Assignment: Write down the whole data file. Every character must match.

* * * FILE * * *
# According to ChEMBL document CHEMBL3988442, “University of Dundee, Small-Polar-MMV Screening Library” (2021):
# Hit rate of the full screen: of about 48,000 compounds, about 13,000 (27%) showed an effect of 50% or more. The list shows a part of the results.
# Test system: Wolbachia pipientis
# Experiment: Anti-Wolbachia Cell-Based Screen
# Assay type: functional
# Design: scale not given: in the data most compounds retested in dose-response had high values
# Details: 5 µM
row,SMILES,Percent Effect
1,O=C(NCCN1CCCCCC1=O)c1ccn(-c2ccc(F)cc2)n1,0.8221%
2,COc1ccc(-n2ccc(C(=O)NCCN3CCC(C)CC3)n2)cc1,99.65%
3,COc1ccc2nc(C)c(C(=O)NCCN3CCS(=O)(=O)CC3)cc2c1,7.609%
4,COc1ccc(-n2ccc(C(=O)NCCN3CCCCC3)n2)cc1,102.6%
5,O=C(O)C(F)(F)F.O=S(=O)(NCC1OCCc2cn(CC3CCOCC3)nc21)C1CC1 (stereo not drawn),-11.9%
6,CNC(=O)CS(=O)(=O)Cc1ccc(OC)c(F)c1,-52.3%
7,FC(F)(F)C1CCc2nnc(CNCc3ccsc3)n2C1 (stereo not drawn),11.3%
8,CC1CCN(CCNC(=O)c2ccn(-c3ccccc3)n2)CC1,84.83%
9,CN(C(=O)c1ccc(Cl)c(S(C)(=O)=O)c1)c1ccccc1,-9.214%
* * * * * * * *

# According to ChEMBL document CHEMBL3988442, “University of Dundee, Small-Polar-MMV Screening Library” (2021):
# Hit rate of the full screen: of about 48,000 compounds, about 13,000 (27%) showed an effect of 50% or more. The list shows a part of the results.
# Test system: Wolbachia pipientis
# Experiment: Anti-Wolbachia Cell-Based Screen
# Assay type: functional
# Design: scale not given: in the data most compounds retested in dose-response had high values
# Details: 5 µM
row,SMILES,Percent Effect
1,O=C(NCCN1CCCCCC1=O)c1ccn(-c2ccc(F)cc2)n1,0.8221%
2,COc1ccc(-n2ccc(C(=O)NCCN3CCC(C)CC3)n2)cc1,99.65%
3,COc1ccc2nc(C)c(C(=O)NCCN3CCS(=O)(=O)CC3)cc2c1,7.609%
4,COc1ccc(-n2ccc(C(=O)NCCN3CCCCC3)n2)cc1,102.6%
5,O=C(O)C(F)(F)F.O=S(=O)(NCC1OCCc2cn(CC3CCOCC3)nc21)C1CC1 (stereo not drawn),-11.9%
6,CNC(=O)CS(=O)(=O)Cc1ccc(OC)c(F)c1,-52.3%
7,FC(F)(F)C1CCc2nnc(CNCc3ccsc3)n2C1 (stereo not drawn),11.3%
8,CC1CCN(CCNC(=O)c2ccn(-c3ccccc3)n2)CC1,84.83%
9,CN(C(=O)c1ccc(Cl)c(S(C)(=O)=O)c1)c1ccccc1,-9.214%